Galvanized pipes can be found in much older homes where they are used as water supply lines. These kinds of pipes are not used for gas lines because they contain zinc which flakes off and will end up clogging the supply system. Although galvanized pipes are no longer used in newer homes, they are still used in hand rails and as replacements of existing pipes.
If you have an older home and want to work with galvanized pipes on your own, you need to know everything you can about it. This article will provide the basics on galvanized pipes as well as steps on how to fix one.
The Basics on Galvanized Pipe
Homes that are decades old (about thirty or more) use galvanized pipe extensively. The original purpose for this kind of pipe was to function as a water supply line. A galvanized pipe is basically covered with a layer of zinc to increase its lifespan as well as to prevent corrosion.
There is a tendency for galvanized pipe to react with minerals contained in the water that is carried through it. This leads to the production of scale which then results in lower water pressure. The occurrence of hard water lessens the life expectancy of galvanized pipe.
Other than being used as a water supply line, galvanized pipe can also be used in drains and vents, particularly in older homes. In addition, galvanized nipples are still used to penetrate fire-rated walls for sinks and urinals.
Although galvanized pipe is no longer used in newer home constructions, those who still want to use it are advised to have the PH level of the water in their area checked. Why is that the case? Testing the PH levels allows you to see whether it is appropriate to install a galvanized pipe or not. When the PH levels in your area is low – below 6.5 – then it’s a good reason to use galvanized pipe as that level of PH is hard on copper.
Even if galvanized pipes are no longer common for full, in-home plumbing, they are still pretty common in outdoor applications, particularly on chain link fences or handrails. Why is this so? Galvanized pipe is highly resistant to corrosion which is ideal for use in places where there will be high amounts of exposure to the elements.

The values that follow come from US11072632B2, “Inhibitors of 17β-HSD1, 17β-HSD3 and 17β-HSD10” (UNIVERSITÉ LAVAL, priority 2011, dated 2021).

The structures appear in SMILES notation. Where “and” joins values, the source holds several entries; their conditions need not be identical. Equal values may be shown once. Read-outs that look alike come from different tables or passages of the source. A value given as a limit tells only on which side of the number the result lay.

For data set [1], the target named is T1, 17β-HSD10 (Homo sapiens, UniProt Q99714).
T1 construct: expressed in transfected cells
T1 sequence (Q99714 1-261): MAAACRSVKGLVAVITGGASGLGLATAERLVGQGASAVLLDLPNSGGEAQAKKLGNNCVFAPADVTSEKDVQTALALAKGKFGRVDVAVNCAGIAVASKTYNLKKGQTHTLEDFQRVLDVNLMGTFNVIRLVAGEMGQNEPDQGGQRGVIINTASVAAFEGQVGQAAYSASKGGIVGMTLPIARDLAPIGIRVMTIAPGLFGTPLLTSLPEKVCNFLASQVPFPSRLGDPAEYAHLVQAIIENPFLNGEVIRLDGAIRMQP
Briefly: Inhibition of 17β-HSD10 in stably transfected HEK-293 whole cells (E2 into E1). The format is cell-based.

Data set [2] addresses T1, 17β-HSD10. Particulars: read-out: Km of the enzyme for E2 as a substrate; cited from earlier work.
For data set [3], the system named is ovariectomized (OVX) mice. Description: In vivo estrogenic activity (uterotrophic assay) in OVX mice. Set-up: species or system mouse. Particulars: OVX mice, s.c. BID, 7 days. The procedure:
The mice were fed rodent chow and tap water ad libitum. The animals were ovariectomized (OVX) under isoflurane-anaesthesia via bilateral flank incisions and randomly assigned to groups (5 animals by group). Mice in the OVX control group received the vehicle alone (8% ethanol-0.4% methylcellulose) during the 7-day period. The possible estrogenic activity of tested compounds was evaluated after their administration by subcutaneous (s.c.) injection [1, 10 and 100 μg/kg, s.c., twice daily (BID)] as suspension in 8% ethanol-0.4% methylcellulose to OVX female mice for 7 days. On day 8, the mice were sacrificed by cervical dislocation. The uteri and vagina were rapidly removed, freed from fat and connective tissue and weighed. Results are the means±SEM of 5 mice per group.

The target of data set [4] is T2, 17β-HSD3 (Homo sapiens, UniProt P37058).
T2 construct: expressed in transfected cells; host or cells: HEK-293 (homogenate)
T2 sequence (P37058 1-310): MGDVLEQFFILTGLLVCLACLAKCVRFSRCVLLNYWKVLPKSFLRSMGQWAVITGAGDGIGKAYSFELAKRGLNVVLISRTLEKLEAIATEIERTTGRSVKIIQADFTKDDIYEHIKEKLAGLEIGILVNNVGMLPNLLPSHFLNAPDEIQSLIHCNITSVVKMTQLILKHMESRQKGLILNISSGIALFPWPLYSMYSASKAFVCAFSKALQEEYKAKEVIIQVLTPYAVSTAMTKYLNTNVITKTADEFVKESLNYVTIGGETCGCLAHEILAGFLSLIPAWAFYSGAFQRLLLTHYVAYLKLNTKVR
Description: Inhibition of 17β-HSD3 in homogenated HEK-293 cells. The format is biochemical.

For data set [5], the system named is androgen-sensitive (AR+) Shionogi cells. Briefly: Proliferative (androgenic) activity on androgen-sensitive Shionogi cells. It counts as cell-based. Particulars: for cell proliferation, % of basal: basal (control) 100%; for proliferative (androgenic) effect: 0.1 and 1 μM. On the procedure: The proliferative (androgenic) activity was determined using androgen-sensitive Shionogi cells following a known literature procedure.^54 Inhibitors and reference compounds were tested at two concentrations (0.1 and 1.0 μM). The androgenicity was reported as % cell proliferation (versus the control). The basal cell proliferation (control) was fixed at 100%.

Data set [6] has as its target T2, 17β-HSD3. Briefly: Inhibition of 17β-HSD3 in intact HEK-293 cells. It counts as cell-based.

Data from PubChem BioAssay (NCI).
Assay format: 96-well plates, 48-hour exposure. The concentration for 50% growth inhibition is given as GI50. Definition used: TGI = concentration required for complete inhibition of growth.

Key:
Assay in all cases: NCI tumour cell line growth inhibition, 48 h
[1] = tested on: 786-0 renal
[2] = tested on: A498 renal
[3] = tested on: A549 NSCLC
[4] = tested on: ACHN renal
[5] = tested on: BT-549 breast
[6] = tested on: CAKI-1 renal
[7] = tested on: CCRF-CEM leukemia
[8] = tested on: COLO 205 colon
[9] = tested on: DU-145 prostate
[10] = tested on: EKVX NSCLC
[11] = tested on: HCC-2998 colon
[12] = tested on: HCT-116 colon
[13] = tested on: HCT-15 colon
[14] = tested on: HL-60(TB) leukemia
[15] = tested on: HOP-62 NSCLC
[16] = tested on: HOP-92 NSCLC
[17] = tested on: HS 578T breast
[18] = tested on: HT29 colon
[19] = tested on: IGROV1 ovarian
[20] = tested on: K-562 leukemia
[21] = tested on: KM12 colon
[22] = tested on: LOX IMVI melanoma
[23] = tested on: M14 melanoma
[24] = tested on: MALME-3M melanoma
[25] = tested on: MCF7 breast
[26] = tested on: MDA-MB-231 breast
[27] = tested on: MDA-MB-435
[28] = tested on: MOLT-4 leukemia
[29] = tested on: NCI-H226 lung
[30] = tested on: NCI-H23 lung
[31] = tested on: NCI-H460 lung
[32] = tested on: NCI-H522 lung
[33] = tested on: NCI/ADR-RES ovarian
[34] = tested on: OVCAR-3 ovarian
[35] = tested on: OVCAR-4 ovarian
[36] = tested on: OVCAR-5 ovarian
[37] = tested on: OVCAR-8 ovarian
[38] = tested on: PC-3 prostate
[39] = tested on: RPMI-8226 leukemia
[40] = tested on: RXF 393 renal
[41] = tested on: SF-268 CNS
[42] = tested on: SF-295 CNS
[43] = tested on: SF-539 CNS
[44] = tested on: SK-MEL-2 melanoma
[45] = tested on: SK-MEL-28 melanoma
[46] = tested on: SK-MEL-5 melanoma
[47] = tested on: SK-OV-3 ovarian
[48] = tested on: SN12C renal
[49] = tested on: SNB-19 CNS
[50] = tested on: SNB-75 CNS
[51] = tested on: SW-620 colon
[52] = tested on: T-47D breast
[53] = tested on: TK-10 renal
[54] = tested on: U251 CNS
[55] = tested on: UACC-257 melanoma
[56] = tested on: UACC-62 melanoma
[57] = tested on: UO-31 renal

Fixing Galvanized Pipe
Although resistant to corrosion, this doesn’t mean galvanized pipe is immune to it. Over time, corrosion will eventually happen and when it does it occurs from the inside out. The best indicator for this happening is when you notice leaks. In fact, the pipe might already be very damaged when you start noticing leaks.
Yes, galvanized pipes aren’t that much popular these days, but a lot of older homes still have this kind of fixture. When you notice a visible leak in your pipe, there’s a good chance that it’s really corroded. Although you can fix the leak, this will only be a temporary solution as the best way to go about this is to replace the pipe entirely.
However, rather than just leave a leak until you can have time to fix it or call for help, why not try fixing it until you have enough time to execute a much more permanent solution? If you don’t know how to fix galvanized pipe, here’s a simple guide to help you out:
1: Estimate The Pipe Split
If the split is rather small, you can repair it with a stainless steel pipe repair clamp. But first, make sure you turn off the water and then open a faucet so that water completely drains from the pipe. After that, use a putty knife to scrape rust and corrosion from the area around the leak.
Slip the clamp around the pipe and make sure that the split is covered by the rubber gasket. Squeeze the clamp close then use an adjustable wrench or nut driver to tighten the nut. After doing this, turn on the water and check for leaks.
2: Replace The Damaged Section
To replace the damaged section of threaded galvanized water pipe, cut the damaged area using a reciprocal saw. Two cuts should be made with one being several inches from the threaded coupling and the other at one of the threads. This should be done at both ends of the section.
Remove the section of the pipe that has been damaged. The next step needs two pipe wrenches so make sure you have them by your side. With one pipe wrench, hold the remaining pipe then remove the coupling with the other.
After doing this, clean the threads then apply thread compound. Make sure you have a female PEX fitting then screw this on and use a wrench to tighten it. Repeat this process for the other end.
Cut a piece of PEX pipe (carefully measured) then crimp them onto the fittings.
Here’s an alternative option of removing the damaged section of pipe:
- Use a reciprocal saw to cut out the damaged section of pipe.
- Cut the galvanized pipe back to where there is an existing PVC pipe in the line. Take note that it’s not really necessary to cut near the threads at them.
- Remove the damaged pipe.
- Use a rubber coupling to put at the end of each cut.
- Measure and cut a portion of PVC pipe to fit.
- Slip the PVC pipe into the couplings to put them in place.
- Use a wrench or nut driver to tighten the coupling clamps.
- Make sure to take off as much galvanized pipe in the plumbing line as possible then replace them with PEX or PVC pipe.
- A large split is more likely to develop in galvanized pipe compared to a water pipe because it’s not under pressure and as such, can go unnoticed.
- Heat a coupling that is rusted on with a torch or spray lubricating oil to loosen it.
Again, fixing a galvanized pipe is only a temporary solution because eventually the pipe will continue to erode. But rather than leave leaks unfixed, it’s best to repair a galvanized pipe as a temporary solution until you have time to have the pipe replaced.